MediaWorks, Quickflix welcome probe of Sky TV content deals

BUSINESSDESK: ASX-listed Quickflix has welcomed the New Zealand anti-trust regulator's probe into Sky Network Television's content deals with internet service providers, saying the issues raised by the Commerce Commission are "serious and real".

And MediaWorks, which operates TV3 and Four and radio stations including the Rock and More FM, says the deal "will hamper any potential for competition in the pay market and undermine the strength and diversity of free-to-air television in New Zealand".

It will "further cement Sky's control of premium content and dominance of the pay sector of New Zealand television while at the same time creating a conflict for TVNZ regarding its role in Freeview", MediaWorks said.

"New Zealanders are again being told that they must enter into contracts and be prepared to pay to watch premium content on television - even content (like that shown on TVNZ's Heartland) that has been taxpayer funded," it said.

Sky's shares sank 8.3% to a two and a half month low $5 after the regulator said it will investigate the pay-TV operator's contracts with ISPs and potential barriers to accessing content.

The announcement was made after the commission approved a joint venture between Sky and state-owned Television New Zealand to launch budget pay-TV platform Igloo.

"Our own experiences in launching Quickflix here have illustrated that the issues raised by the commission are serious and real," Quickflix managing director Paddy Buckley said.

"We will be sharing our information with the commission and assisting it with its investigation."

Sky's content arrangements have come under greater scrutiny since the anti-trust regulator launched an investigation into the drivers of broadband uptake after the government stumped up $1.5 billion to build a national high-speed internet fibre network.

Quickflix used the regulator's investigation into demand-side drivers for broadband uptake to criticise Sky's content arrangements, saying they are a barrier to the uptake of streaming and on-demand video services.

Its shares were unchanged at 12 Australian cents on the ASX.

Sky failed in its bid to have content excluded from the commission’s review, which it had argued could become a quasi-regulatory inquiry if content arrangements were found to be a barrier to uptake.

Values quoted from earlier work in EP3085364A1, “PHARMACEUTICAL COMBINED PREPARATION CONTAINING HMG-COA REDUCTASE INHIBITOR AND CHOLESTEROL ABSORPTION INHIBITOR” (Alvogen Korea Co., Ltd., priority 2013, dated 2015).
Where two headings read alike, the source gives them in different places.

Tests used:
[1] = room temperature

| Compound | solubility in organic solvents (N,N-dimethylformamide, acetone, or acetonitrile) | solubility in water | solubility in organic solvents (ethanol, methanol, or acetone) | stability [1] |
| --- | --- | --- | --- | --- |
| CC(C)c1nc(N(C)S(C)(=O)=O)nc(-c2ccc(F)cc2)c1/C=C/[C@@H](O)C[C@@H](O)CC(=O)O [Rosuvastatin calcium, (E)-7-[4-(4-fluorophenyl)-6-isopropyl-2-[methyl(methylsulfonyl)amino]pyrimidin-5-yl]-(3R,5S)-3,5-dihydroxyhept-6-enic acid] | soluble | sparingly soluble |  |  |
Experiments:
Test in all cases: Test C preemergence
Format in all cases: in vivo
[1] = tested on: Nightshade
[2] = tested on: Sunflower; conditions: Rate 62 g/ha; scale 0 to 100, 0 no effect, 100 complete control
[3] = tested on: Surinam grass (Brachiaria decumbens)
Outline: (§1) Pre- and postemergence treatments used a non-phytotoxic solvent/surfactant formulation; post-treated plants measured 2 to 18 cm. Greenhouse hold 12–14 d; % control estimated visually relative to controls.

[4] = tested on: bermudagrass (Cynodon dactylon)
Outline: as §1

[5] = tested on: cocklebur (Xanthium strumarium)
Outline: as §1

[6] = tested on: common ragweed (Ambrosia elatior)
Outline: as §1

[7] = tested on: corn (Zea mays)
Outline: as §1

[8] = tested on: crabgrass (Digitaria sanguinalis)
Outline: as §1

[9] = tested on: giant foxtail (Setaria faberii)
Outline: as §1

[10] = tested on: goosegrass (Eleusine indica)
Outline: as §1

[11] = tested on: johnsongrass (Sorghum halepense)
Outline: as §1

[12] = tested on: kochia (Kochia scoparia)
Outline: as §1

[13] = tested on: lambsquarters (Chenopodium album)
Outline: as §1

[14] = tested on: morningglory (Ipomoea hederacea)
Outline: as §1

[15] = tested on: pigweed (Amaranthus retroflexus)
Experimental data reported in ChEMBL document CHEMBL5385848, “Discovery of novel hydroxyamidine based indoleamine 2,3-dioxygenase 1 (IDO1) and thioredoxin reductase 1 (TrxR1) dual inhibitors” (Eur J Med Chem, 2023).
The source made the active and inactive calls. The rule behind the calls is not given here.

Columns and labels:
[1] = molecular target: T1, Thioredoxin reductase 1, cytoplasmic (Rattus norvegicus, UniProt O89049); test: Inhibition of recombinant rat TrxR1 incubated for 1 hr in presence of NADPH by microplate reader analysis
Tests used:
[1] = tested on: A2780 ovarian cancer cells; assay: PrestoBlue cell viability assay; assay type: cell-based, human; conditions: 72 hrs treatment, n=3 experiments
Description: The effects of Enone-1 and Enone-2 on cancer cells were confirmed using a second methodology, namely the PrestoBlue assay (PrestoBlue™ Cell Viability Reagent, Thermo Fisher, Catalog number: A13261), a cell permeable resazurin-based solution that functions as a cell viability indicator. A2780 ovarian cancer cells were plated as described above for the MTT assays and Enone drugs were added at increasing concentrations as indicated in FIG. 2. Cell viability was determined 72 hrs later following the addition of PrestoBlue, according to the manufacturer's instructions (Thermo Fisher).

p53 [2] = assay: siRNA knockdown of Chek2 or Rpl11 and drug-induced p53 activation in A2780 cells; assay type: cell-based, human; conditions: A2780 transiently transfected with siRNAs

Retail service providers (RSPs), which offer access to the internet and enable bundling of Sky's video content, said their "reseller and retransmission agreements restrict RSPs' ability and incentive to partner with new entrants", according to the regulator’s Igloo investigation report.

The content deals last several years, and mean RSPs can't charge for their own content, nor offer assistance to rival pay-TV operators, the report said.

The RSPs also have incentives not to breach their agreement.

Sky chief executive John Fellett said the new probe was "because of complaints from our competitors" and that the company will co-operate with the regulator.

Sky is confident its arrangements don't breach the Commerce Act, the Sky statement said.

Rob Mercer, head of research at Forsyth Barr, said Sky's resale arrangements don't disadvantage rivals and buyers of Sky content have to accept if they want to select smaller content bundles they will have to pay extra for that.

"The telcos and ISPs don't want to buy content, they want to toll it," he said. "If they want to take part [of the full Sky bundle], they will have to pay a premium for that portion."

Mr Mercer said the sector faces "fierce" competition as content resellers target new platforms such as smart devices.

Sky still has a good position in the market, having invested heavily over its 22-year history in New Zealand in building a digital platform and securing a content library, he said.

"If you don't have sport and you don't have local content, then it's hard to build revenue and a profit-model around international content." 

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